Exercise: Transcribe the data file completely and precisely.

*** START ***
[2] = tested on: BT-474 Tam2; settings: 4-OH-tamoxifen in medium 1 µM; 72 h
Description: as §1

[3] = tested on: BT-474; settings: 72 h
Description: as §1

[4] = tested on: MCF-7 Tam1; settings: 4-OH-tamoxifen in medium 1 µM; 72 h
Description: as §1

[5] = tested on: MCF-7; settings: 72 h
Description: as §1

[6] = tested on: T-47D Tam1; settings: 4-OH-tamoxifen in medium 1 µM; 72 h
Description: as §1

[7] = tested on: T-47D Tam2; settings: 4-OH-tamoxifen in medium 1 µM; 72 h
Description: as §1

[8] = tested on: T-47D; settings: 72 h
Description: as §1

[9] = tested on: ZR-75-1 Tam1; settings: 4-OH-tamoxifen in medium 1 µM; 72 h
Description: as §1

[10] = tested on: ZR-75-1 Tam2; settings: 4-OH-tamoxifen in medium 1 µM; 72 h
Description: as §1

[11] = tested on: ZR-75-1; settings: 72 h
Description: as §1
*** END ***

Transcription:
[2] = tested on: BT-474 Tam2; settings: 4-OH-tamoxifen in medium 1 µM; 72 h
Description: as §1

[3] = tested on: BT-474; settings: 72 h
Description: as §1

[4] = tested on: MCF-7 Tam1; settings: 4-OH-tamoxifen in medium 1 µM; 72 h
Description: as §1

[5] = tested on: MCF-7; settings: 72 h
Description: as §1

[6] = tested on: T-47D Tam1; settings: 4-OH-tamoxifen in medium 1 µM; 72 h
Description: as §1

[7] = tested on: T-47D Tam2; settings: 4-OH-tamoxifen in medium 1 µM; 72 h
Description: as §1

[8] = tested on: T-47D; settings: 72 h
Description: as §1

[9] = tested on: ZR-75-1 Tam1; settings: 4-OH-tamoxifen in medium 1 µM; 72 h
Description: as §1

[10] = tested on: ZR-75-1 Tam2; settings: 4-OH-tamoxifen in medium 1 µM; 72 h
Description: as §1

[11] = tested on: ZR-75-1; settings: 72 h
Description: as §1